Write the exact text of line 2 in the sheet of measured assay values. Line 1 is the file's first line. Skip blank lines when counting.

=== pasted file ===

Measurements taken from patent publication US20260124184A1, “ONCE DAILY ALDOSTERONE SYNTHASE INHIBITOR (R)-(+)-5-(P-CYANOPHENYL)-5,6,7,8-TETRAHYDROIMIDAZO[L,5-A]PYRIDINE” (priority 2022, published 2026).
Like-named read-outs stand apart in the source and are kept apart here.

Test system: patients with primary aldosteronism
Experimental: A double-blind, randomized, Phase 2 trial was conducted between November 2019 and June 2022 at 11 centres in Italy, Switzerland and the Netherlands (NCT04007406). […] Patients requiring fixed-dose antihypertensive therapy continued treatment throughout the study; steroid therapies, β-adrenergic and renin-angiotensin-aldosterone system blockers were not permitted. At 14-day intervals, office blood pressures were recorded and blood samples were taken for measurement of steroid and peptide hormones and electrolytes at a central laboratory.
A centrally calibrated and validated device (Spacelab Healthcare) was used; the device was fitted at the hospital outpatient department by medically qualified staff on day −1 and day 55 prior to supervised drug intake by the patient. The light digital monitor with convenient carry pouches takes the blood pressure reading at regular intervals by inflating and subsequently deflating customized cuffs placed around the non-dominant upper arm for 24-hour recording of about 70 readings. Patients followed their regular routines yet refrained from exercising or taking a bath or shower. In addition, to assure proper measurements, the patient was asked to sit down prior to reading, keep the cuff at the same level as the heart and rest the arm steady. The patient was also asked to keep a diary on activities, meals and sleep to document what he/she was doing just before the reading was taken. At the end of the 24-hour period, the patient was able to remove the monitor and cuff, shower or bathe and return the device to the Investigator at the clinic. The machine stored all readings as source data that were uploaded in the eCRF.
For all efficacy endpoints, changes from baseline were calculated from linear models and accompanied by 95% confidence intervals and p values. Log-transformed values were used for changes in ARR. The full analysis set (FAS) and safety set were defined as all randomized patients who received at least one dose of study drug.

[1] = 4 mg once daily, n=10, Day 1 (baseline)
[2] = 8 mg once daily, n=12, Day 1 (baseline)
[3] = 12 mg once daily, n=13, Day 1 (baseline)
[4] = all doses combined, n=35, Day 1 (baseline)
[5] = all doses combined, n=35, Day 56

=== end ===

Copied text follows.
Like-named read-outs stand apart in the source and are kept apart here.